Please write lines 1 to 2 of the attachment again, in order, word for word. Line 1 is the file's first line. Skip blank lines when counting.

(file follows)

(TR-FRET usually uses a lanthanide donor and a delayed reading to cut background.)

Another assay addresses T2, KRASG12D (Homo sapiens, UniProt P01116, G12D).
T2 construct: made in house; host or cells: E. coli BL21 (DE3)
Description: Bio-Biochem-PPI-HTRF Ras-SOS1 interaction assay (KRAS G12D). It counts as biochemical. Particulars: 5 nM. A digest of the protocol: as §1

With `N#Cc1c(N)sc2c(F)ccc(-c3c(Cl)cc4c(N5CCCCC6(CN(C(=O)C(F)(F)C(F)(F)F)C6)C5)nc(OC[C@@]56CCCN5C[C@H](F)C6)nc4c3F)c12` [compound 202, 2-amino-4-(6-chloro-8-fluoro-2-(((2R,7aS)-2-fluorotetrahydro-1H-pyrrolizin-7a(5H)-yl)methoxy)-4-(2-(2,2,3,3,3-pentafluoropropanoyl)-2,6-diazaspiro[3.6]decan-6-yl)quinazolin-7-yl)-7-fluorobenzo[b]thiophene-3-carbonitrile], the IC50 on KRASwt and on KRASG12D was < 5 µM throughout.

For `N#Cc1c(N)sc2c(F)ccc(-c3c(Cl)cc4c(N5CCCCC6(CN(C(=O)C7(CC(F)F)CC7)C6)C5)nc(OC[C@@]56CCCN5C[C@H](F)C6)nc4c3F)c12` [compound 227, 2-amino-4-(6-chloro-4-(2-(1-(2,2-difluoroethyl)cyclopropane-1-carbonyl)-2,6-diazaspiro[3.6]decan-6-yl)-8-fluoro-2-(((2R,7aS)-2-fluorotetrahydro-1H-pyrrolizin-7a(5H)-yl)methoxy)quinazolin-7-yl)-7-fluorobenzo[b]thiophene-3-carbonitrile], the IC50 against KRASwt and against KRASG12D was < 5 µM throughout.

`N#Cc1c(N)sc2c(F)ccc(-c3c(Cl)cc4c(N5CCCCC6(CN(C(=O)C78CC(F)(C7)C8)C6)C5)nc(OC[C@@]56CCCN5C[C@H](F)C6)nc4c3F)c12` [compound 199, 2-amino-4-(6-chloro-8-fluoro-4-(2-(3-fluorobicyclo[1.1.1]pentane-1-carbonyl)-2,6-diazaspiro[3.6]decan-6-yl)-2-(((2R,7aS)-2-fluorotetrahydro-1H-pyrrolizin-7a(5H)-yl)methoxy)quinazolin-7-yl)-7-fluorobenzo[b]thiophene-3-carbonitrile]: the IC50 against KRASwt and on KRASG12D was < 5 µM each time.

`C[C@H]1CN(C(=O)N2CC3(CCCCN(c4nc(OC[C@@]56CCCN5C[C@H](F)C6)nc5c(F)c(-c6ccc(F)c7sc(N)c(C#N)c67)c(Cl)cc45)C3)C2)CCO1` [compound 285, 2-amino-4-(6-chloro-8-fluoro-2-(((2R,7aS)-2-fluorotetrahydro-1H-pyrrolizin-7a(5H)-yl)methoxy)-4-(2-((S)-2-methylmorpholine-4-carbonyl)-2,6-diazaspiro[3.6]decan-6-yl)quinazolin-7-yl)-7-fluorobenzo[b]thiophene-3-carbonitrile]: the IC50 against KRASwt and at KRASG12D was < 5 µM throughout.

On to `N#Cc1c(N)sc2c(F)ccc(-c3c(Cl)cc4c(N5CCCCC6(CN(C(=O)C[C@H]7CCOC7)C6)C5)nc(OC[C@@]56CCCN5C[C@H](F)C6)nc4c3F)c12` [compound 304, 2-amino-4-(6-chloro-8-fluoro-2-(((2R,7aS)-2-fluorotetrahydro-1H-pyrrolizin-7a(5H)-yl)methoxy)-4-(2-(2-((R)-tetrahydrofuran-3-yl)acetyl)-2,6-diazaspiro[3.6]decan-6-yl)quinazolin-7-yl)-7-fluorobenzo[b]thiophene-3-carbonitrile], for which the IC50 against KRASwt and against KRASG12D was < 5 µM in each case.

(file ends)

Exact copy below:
(TR-FRET usually uses a lanthanide donor and a delayed reading to cut background.)

Another assay addresses T2, KRASG12D (Homo sapiens, UniProt P01116, G12D).